If the horse stands quietly when I put my weight over his back, I then swing my right leg over his back without touching his rump (another common reason why horses walk off) and gently sit down in the saddle. Please remember that you are sitting down on the spine of a living being, so don’t let your weight fall down into the saddle. If the horse wants to walk off right away, I turn him onto a small circle or ask for a turn on the forehand. I then repeat the entire exercise – getting off and mounting again.
I find that horses that I have started myself usually never need or want to move during mounting and so this lesson can usually be taught in a single session. On the other hand, a horse that is being retrained from a bad habit or is anticipating pain or discomfort will need several sessions to reinforce the lesson and/or to be convinced that he doesn’t need to anticipate pain or discomfort.
With young and/or green horses who aren’t as balanced yet with the additional weight of a rider as an older, trained horse, with horses that tend to invert while being mounted (without me causing the inversion), or horses that have a history of walking off while being mounted out of habit, it is helpful to have an assistant who gently flexes the horse’s head down while I mount. This method, however, is only helpful if the assistant is aware of his own body language and doesn’t inadvertently send impulsive energy into the horse’s sensitive head and neck area from his core, hips and/or shoulders. This would be counterproductive and cause stress for the horse.
Of course, mounting can be practiced from both sides. I just described mounting from the left side as it is more common. You can practice the mounting procedure both from the ground and from a mounting block. However, if you struggle mounting your horse from the ground, it is advisable to use a mounting block to make it easier on your horse’s back. If you have difficulties mounting your horse even with a mounting block, practice mounting on a stationary horse (barrel with legs) first. There is a technique to it.
If the horse is at first worried about the mounting block, I will first lead him up to it and let him look at it and sniff it, and, once he is comfortable with it (if the block can be moved), spend time keeping the horse moving and drawing him to the mounting block with my body language to take advantage of the fact that horses are very rarely scared of things that they are able to push (which is how they perceive the situation when they are drawn towards a continually moving object).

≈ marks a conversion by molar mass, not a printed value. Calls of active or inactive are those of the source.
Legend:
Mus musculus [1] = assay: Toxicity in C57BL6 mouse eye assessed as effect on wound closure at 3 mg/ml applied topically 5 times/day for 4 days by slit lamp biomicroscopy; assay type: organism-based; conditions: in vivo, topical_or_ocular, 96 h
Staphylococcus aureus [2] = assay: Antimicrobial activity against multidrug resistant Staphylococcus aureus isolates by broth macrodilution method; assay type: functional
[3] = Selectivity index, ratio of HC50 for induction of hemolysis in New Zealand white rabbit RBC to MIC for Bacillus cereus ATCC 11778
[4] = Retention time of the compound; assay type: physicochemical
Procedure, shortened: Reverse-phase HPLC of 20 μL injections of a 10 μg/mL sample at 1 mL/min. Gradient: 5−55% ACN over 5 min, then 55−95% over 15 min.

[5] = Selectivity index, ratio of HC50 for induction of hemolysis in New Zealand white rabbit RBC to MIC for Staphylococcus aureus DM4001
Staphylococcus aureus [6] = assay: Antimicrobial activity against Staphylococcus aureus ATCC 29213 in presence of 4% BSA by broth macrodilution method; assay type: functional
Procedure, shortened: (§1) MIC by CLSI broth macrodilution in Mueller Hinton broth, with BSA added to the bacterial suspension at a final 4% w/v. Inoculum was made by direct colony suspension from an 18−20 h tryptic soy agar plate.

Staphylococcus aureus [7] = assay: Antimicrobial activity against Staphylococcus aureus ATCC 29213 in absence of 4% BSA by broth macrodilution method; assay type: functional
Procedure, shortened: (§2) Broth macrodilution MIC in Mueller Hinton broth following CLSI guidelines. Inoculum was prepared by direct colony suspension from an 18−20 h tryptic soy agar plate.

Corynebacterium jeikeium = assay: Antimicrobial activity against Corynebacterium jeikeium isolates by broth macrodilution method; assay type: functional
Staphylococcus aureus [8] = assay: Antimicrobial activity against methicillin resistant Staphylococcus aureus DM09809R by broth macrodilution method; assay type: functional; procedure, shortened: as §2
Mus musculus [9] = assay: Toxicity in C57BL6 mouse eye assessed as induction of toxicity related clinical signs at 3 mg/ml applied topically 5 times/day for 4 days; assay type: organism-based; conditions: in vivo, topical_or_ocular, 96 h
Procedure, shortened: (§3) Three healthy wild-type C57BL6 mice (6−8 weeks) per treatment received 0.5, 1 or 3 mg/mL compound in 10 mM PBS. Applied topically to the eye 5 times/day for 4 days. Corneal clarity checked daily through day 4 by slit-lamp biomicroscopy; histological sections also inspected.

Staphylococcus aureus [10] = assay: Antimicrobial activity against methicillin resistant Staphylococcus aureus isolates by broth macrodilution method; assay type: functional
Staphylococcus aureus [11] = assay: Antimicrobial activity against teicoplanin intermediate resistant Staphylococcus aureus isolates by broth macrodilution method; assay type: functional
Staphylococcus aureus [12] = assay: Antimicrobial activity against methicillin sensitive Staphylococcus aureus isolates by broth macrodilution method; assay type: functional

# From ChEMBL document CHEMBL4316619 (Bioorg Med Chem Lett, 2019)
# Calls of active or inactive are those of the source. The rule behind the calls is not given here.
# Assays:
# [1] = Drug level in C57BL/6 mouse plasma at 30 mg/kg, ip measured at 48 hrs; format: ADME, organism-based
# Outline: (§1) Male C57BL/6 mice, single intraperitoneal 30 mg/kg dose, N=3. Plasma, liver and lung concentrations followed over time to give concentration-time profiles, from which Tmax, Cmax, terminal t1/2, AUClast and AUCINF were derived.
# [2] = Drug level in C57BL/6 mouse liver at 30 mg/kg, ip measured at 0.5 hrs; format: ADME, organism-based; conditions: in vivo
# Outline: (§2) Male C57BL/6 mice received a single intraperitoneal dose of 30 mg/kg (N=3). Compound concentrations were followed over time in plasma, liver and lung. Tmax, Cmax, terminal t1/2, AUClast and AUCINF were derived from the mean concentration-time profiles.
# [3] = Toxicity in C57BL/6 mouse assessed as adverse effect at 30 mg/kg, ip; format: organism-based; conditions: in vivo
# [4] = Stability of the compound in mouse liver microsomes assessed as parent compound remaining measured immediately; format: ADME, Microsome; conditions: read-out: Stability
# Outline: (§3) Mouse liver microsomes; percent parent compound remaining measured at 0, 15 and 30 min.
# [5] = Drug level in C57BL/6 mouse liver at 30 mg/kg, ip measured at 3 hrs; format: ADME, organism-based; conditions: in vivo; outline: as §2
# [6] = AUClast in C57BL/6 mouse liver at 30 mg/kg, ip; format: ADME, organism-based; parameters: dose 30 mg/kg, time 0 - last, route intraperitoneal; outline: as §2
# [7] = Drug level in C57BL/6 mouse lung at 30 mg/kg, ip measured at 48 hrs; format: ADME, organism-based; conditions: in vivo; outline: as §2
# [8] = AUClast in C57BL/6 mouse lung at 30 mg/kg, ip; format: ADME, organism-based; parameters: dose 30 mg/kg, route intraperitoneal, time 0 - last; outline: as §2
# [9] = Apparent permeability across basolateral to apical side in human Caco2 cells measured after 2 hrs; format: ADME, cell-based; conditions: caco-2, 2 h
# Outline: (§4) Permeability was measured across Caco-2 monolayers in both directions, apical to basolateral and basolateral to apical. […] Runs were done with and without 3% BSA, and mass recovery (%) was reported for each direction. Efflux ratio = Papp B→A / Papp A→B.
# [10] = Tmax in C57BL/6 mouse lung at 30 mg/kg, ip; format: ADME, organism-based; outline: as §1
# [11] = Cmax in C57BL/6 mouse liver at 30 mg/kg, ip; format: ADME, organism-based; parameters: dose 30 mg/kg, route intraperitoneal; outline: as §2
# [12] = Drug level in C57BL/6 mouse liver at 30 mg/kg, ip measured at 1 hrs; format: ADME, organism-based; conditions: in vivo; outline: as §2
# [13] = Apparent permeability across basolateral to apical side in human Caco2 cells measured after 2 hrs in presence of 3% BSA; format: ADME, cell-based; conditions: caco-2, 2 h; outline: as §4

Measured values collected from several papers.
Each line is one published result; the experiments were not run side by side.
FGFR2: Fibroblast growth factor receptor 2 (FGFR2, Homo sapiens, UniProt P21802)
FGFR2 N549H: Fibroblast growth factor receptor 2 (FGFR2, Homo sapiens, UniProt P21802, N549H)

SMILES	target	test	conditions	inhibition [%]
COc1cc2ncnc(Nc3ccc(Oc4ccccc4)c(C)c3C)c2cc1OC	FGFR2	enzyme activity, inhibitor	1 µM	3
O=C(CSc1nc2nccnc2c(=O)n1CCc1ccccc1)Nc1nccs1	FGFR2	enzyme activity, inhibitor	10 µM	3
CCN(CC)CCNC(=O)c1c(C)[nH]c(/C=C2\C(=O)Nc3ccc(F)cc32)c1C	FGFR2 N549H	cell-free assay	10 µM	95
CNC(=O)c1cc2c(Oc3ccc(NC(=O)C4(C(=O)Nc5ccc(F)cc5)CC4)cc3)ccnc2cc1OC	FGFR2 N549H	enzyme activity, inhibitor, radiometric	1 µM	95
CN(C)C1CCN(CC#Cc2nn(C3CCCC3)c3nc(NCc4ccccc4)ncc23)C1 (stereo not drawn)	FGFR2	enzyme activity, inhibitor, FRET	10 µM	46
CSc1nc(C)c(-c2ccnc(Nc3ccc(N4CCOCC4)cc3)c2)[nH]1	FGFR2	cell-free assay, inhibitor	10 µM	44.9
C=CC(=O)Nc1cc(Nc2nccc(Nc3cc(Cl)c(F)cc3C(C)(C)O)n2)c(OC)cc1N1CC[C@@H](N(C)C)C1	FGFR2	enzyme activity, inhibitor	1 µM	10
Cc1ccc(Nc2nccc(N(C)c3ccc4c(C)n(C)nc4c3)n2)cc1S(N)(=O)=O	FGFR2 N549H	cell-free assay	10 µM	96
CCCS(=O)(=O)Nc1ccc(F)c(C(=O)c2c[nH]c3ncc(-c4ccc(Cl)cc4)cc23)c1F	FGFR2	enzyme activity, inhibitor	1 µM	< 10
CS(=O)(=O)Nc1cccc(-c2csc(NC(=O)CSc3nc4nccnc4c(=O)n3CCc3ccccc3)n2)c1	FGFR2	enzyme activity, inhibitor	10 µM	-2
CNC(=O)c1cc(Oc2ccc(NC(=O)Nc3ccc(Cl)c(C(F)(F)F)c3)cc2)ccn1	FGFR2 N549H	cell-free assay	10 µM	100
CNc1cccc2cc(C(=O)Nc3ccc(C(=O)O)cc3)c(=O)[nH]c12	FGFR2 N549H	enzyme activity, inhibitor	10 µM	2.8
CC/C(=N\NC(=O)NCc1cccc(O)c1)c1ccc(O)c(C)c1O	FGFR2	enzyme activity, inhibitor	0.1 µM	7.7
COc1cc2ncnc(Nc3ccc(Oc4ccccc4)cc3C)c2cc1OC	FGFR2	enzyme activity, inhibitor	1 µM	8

I then place the mounting block a few feet away from a solid boundary such as a wall or fence and lead the horse through that space, gradually making the space between the mounting block and the wall or fence narrower. Every so often I ask the horse to halt next to the mounting block. Again, I will not force the horse to stand still, I just ask him to stand still. If he needs to move, I’ll just circle him around and bring him back to the mounting block until he is comfortable standing there without having the need to walk off. I will then proceed to practice the mounting as described above.
If a horse has a tendency to walk off while being mounted (after having ruled out the above mentioned possible causes), I position the horse next to a solid boundary, and, if using a mounting block, between the mounting block and the wall or fence. Some horses may feel claustrophobic in this position at first, which would require preliminary work in getting the horse used to walking through tight spaces, and generally improving the relationship with the rider doing work not related to mounting in order to avoid simply treating the symptom of a more substantial issue between the horse and rider.
Once I am mounted, I won’t ask the horse to walk off right away, but instead I sit and wait, while continuing to block the horse from moving with the reins, and keep the horse in a relaxed frame of body and relaxed, but focused frame of mind. By doing so, the horse learns that once I am mounted, I don’t want him to do anything but stand still – until I ask for movement.